- Freedom of Information questions
- Replies from Beverley Midwood
- Appeal to the OU Secretary
- Letter about BBC article
- Response from Fraser Woodburn
- Appeal to Information Commissioner
- Further response from Beverley Midwood
- Reply to Information Commissioner
- Decision Notice summary
- Animals used for Education
Response from Beverley Midwood to Appeal
Doug Paulley received Beverley Midwood's response to his appeal to the Information Commissioner on 1st March 2010.
Dear Mr Paulley,
The University has been advised by the Information Commissioner’s Office that you have raised a complaint in respect of your Freedom of Information request made on 13th February 2009.
The ICO has advised us that your complaint concerns items 2, 4, 8 and 10 of the response to your original request.
In respect of items 2 and 4, the University has formally refused to provide information on the suppliers of animals and animal tissue and maintains this refusal.
In item 8 you asked for information about what alternatives for use of animal materials have been considered and why they have been discounted. The ICO has advised us that you were not happy with the initial response provided and so I am now providing further information about this. The answer covers the University’s overall approach to teaching and research involving animals.
Our Animal Use Statement states that the Open University is committed to the principles of Replacement, Reduction and Refinement (the 3 Rs). On each research project it ensures that the number of animals used is minimised and that procedures, care routines and husbandry are refined to maximise animal welfare. The University is committed to the development and use, where relevant, of methods not requiring the use of animals such as computer modelling and human clinical research. It has developed CD-Rom based experimental investigations, for teaching purposes; for example, SXR374 uses virtual live animals.
In practice this commitment to the 3Rs means that anyone planning to carry out research using animals is required to obtain prior approval from the Animal Ethics Advisory Group (AEAG). The Group is made up of lay members as well as scientists. As part of the project approval process, the proposer is required to make a submission to the AEAG which includes explanations on why the animal has been chosen rather than an invertebrate species or an experimental system not including animals. Each proposer is required to sign a declaration that includes the following words:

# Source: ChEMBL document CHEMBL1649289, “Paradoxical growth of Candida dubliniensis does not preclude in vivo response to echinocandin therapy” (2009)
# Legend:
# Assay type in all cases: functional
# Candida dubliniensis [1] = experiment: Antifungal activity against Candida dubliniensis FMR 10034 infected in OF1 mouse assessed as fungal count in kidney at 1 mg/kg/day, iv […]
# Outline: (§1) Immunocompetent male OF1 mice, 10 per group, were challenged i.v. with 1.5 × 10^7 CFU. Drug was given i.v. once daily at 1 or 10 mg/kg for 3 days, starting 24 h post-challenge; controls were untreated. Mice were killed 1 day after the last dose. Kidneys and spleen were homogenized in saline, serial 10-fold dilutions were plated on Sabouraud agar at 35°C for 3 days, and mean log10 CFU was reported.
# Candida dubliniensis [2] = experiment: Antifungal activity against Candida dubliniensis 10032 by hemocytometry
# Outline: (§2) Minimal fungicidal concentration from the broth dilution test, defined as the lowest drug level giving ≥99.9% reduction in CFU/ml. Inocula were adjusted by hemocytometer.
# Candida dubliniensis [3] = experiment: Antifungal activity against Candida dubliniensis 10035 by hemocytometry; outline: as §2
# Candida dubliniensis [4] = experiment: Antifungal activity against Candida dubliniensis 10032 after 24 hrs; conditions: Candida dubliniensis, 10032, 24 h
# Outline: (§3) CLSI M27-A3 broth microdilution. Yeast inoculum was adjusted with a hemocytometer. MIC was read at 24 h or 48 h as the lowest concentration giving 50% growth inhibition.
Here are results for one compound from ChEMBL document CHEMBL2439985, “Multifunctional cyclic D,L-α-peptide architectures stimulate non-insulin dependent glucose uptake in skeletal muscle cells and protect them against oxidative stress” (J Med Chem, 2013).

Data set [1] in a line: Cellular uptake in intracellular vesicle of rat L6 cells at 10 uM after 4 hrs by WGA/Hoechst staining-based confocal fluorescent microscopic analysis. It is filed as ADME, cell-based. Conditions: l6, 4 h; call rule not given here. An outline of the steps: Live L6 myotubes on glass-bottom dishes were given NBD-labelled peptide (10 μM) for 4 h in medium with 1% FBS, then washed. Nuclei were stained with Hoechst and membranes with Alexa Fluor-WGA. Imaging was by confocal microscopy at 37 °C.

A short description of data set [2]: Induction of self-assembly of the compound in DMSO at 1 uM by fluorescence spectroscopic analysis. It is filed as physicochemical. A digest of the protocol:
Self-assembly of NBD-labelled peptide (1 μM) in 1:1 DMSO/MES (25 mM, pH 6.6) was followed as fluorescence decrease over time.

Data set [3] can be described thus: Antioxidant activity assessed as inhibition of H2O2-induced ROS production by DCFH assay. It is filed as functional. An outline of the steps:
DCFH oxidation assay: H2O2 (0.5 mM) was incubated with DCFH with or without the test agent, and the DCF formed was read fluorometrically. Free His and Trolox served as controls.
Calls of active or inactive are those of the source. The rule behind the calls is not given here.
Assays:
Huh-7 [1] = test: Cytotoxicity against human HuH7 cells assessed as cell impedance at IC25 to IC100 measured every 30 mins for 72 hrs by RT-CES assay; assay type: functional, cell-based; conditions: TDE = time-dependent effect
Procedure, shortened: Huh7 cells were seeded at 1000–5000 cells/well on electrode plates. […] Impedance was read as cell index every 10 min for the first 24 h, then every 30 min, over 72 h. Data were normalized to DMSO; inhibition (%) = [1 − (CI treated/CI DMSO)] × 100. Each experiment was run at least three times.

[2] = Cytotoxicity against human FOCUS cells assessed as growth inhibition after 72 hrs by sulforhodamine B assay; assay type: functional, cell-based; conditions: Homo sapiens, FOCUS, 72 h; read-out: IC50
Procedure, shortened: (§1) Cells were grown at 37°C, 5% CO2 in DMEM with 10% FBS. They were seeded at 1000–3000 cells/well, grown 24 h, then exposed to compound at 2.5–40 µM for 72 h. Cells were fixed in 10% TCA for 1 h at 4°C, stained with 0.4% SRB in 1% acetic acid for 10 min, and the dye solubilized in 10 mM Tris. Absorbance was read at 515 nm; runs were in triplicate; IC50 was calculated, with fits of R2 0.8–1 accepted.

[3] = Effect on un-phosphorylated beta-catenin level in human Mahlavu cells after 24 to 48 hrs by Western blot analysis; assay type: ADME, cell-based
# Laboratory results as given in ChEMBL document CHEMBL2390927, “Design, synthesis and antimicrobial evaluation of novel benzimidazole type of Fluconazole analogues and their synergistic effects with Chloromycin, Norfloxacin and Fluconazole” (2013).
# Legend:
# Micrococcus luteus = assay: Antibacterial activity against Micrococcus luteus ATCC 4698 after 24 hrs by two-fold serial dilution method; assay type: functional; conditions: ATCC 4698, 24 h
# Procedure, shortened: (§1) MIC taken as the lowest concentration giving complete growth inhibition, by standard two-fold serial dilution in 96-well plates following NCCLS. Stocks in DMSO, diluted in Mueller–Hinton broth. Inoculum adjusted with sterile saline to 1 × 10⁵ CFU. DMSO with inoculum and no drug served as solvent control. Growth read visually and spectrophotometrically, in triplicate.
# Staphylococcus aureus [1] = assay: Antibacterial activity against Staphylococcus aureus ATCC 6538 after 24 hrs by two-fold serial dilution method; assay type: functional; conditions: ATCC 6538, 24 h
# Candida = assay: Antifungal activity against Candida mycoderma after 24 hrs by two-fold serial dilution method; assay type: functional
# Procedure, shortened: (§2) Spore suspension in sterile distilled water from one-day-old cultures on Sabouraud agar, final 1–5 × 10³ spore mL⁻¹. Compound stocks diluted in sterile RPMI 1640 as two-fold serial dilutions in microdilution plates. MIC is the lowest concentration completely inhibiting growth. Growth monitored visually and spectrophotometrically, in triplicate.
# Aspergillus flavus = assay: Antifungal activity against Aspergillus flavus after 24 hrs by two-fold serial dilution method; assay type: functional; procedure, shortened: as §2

“I have considered the feasibility of achieving the purpose of the programme of the work (project) by means not involving regulated procedures on animals protected under the Animals (Scientific Procedures) Act 1986 and, in my opinion, no such alternatives would achieve the objectives of this project.”
The AEAG has the power to agree or veto the proposal or to request changes or clarifications. Where suitable alternatives to animals have been identified, the proposer is not required to make a submission to the AEAG and so the information on projects where this has happened is not held in a readily available record.
I hope this provides you with sufficient information in respect of this question.
In respect of item 10, you asked how many and which animals are kept on Open University premises, why are they kept and in what conditions are they kept. The University originally provided a short answer to your question and refused the number of animals. We would like to expand our previous answer by making the following statement:
Animals are only kept on University premises for the minimum duration required for the programme of work. Animals are kept in accordance with Home Office Regulations, which require that the University adheres to the highest standards of care and husbandry. Home Office inspectors make unscheduled visits to ensure that the standards and being met and maintained. For information on the Home Office regulations please see the Home Office science and research Code of Practice Part 1.
As for the numbers of animals kept on premises, this does vary over time, from week to week, and I have been unable to locate this information in a summary format that is retained. The animals numbers used for research purposes is the most suitable alternative that is recorded and I understand this was provided to you by the University Secretary.
I hope that this provides some further information that is useful and please contact this office again, should you have any further questions about the Open University.
I have sent a copy of this email as a letter by first class post today and I have also included the minutes of the Animal Ethics Advisory Group, which I omitted to send you earlier. I apologise for this omission.
Senior Manager - Legislation and Information
Information Office, Strategy Unit
The Open University